A Community United: ‘One Spirit, One Purpose’ Theme Resonates in West Phoenix
By Michael Ferraresi
GCU News Bureau
Helping refugees learn English. Making sure struggling parents have Christmas gifts for their children. Spending time with aging military veterans, reminding them they are never forgotten.
Community service is part of the fabric of GCU. For years, University students and staff have partnered with west Phoenix neighborhood leaders on the streets around campus. That dedication will be amplified this fall with more students on campus than ever before, and the results could be limitless.
A theme being introduced this fall is “Community: One Spirit, One Purpose.” The idea is based on the second book of Philippians, which encourages selflessness and caring for others. Dean of Students Pastor Tim Griffin said the theme is meant to focus students on staying humble amid the accelerated growth of GCU’s campus — that as the University sheds its image as a quiet little Christian college, it’s perhaps even more important to give back.
The larger and more successful GCU becomes, the more resources will become available for programs to help at-risk people who share west Phoenix with the University’s students. Neighborhoods west of Interstate 17 within several miles of the campus have long fought the stigma of being run-down and hopeless. But others, such as Griffin, see west Phoenix as an area in transition.
“To me, I don’t think it’s something we should shy away from,” said Griffin, who oversees the Campus and Spiritual Life offices at GCU.
“People who have a ministry heart, that are bent that way — that are bent on looking at the world as a place to contribute, to invest, to make a difference — they don’t see it like that,” Griffin said. “They see it as an opportunity.”
Expanding Serve the City
Earlier this year, nearly 300 students turned out for GCU’s traditional Serve the City event, helping to paint walls and clear yard debris at the Dream Center Christian recovery home. Serve the City also has aided a monastery, churches and low-income housing complexes where families rebuild their lives.
Being A Good Neighbor GCU spearheads community service programs that help neighborhood children, support Christian non-profits and enhance the quality of life in west Phoenix. Programs include:Serve the City:Hundreds of students cleared debris, painted blighted walls and scrubbed floors at sites known for their service of poverty-stricken families. Increased student interest could expand the event across several weekends; the next major event is scheduled for Oct. 6.Fall Festival: Families received hundreds of donated books, and GCU hosted a carnival-like costume party with games and food for nearly 6,000 visitors in October. Scheduled for Oct. 26.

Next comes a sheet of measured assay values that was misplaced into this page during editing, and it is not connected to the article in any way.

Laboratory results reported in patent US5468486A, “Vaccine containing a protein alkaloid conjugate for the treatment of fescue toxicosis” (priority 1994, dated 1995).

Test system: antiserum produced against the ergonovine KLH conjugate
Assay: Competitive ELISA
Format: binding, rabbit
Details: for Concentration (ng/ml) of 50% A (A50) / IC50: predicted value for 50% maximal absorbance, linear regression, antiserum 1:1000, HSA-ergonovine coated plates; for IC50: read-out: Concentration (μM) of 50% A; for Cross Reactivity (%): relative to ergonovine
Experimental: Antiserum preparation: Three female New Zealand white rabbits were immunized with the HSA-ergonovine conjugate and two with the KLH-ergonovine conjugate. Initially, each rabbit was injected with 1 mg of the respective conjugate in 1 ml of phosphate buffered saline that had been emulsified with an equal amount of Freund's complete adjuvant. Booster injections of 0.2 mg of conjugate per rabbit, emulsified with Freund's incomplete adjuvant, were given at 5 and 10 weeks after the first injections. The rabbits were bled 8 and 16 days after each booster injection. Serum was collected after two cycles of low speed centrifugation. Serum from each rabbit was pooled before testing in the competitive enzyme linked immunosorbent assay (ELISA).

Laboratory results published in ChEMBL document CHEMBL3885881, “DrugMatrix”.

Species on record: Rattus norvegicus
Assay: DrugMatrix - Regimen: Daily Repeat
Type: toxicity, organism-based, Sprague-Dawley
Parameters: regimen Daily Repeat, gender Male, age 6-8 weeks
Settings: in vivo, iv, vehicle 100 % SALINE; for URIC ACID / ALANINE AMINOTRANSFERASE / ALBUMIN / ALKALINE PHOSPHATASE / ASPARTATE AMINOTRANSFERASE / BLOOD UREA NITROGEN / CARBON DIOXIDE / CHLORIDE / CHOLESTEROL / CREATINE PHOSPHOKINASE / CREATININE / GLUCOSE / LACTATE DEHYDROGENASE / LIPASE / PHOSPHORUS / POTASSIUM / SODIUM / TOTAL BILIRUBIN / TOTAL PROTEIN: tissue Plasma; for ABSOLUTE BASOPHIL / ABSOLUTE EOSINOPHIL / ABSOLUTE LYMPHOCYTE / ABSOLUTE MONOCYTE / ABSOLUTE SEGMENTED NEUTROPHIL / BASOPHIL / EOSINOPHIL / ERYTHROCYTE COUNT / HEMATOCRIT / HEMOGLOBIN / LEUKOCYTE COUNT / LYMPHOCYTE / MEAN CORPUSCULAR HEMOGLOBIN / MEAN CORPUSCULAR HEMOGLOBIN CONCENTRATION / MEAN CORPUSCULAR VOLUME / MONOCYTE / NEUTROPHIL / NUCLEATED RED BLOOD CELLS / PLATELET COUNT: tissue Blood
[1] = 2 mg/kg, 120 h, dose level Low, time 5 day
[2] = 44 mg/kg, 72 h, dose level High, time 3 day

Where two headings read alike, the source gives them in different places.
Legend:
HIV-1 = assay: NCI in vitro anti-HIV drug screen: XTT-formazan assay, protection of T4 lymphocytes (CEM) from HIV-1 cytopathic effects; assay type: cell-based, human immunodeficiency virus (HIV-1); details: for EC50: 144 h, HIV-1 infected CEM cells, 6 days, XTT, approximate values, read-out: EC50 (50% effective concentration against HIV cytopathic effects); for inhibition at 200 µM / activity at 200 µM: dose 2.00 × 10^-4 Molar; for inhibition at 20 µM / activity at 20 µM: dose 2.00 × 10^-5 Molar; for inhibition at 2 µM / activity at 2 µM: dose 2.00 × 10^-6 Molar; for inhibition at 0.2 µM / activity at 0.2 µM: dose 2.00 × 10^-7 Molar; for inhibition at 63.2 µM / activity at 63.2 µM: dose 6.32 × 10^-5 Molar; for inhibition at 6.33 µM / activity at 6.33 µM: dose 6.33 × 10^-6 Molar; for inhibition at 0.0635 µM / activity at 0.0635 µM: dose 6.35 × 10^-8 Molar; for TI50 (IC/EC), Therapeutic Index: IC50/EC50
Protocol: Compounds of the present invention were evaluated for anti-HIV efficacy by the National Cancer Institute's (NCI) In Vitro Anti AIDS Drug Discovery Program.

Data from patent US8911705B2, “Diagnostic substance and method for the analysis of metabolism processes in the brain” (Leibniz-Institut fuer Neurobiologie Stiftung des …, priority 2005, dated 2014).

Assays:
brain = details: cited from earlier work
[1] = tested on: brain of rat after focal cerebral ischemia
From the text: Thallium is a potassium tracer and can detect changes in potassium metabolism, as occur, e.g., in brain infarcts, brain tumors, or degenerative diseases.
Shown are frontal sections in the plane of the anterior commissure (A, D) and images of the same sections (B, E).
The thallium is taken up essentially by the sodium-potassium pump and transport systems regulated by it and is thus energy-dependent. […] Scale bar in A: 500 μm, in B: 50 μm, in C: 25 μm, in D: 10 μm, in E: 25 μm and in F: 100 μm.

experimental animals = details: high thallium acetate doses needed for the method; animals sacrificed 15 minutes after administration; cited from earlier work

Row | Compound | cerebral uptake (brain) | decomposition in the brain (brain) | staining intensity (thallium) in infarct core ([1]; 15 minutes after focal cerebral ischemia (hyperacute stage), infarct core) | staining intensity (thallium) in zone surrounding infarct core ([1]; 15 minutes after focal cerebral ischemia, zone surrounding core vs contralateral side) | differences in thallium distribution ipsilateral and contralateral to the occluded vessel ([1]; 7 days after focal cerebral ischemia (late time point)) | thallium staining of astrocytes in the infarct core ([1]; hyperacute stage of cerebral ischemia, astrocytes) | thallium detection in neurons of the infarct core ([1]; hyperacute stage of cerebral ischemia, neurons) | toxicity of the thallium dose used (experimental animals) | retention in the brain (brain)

Soccer clinics: Like the United Nations of youth soccer, the camps created lasting bonds between international refugee children and others from west Phoenix.
Run to Fight Children’s Cancer: GCU hosted 5K and 10K races in March, adding more than $70,000 in fundraising to combat childhood cancer. Races return to campus March 9.
Canyon Cares Christmas: Last December, more than 700 neighborhood children from low-income families received donated presents.
Memorial Day: For the past two years, GCU’s Military Division staff met with residents of Arizona State Veterans Home in Phoenix, helping to brighten their day at the assisted-living facility.
Griffin and other campus spiritual life leaders believe Serve the City outreaches could be spaced out with more precision over several weekends in a semester, rather than sending out hundreds of students on a single Saturday.
The Dream Center, located south of GCU’s campus on Grand Avenue, is an old Embassy Suites motel that has been converted into housing for people looking to escape the dead-end lifestyles of drugs, prostitution and street violence. Residents surrender to the Lord and submit to a structured rehab process to reclaim their independence.
“I felt the presence of God with the people I worked with over there,” said Kasper Axtell, 23, a recent GCU graduate who volunteered at the Dream Center. “Just the pure hell they’ve been through. It’s amazing to see what God can do for someone who’s just been so broken.”
Other GCU students have volunteered at the Dream Center by helping with media projects and criminal justice research, playing to their academic strengths.
“If you allow GCU to just be a paradise where you don’t know what’s going on outside its walls, you’ll miss out on learning about what people have gone through who haven’t had that security,” Axtell said.
Changing children’s lives
Georgia Sepic, who owns the Serrano Village apartments east of GCU on Camelback Road, said students from the next-door University have changed the lives of many of the children who live in the modest complex.
Serrano houses refugee families from more than 20 countries and helps them find basic social services. GCU students have pitched in on everything from educational programs to ice cream socials to minister to residents, many of whom have fled war-ravaged native countries.
“The refugee students see this and they see they might be able to achieve the same thing through Grand Canyon University,” Sepic said.
And they have. This fall, a few of Serrano’s own — including some from Myanmar and Liberia — will begin or continue their college studies at GCU.
It’s one of the many reminders that GCU’s neighborhood is reciprocal, and that the impact is lasting, if not permanent.